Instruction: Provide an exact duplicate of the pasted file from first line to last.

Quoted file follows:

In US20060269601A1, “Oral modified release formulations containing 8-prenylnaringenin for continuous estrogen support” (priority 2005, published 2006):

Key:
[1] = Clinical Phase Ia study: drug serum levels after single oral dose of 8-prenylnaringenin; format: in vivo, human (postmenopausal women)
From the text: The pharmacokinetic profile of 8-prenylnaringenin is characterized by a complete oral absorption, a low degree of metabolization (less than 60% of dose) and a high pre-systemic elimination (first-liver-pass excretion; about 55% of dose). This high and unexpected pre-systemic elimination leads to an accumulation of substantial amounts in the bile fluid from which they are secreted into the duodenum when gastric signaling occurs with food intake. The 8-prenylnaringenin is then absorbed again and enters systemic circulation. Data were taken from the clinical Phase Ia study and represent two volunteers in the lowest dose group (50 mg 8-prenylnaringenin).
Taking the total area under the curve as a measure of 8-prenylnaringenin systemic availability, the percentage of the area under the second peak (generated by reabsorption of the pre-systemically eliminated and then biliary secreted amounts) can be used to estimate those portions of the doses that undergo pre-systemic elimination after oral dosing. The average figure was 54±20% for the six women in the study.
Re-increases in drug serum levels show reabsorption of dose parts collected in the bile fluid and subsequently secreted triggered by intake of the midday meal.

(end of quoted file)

In US20060269601A1, “Oral modified release formulations containing 8-prenylnaringenin for continuous estrogen support” (priority 2005, published 2006):

Key:
[1] = Clinical Phase Ia study: drug serum levels after single oral dose of 8-prenylnaringenin; format: in vivo, human (postmenopausal women)
From the text: The pharmacokinetic profile of 8-prenylnaringenin is characterized by a complete oral absorption, a low degree of metabolization (less than 60% of dose) and a high pre-systemic elimination (first-liver-pass excretion; about 55% of dose). This high and unexpected pre-systemic elimination leads to an accumulation of substantial amounts in the bile fluid from which they are secreted into the duodenum when gastric signaling occurs with food intake. The 8-prenylnaringenin is then absorbed again and enters systemic circulation. Data were taken from the clinical Phase Ia study and represent two volunteers in the lowest dose group (50 mg 8-prenylnaringenin).
Taking the total area under the curve as a measure of 8-prenylnaringenin systemic availability, the percentage of the area under the second peak (generated by reabsorption of the pre-systemically eliminated and then biliary secreted amounts) can be used to estimate those portions of the doses that undergo pre-systemic elimination after oral dosing. The average figure was 54±20% for the six women in the study.
Re-increases in drug serum levels show reabsorption of dose parts collected in the bile fluid and subsequently secreted triggered by intake of the midday meal.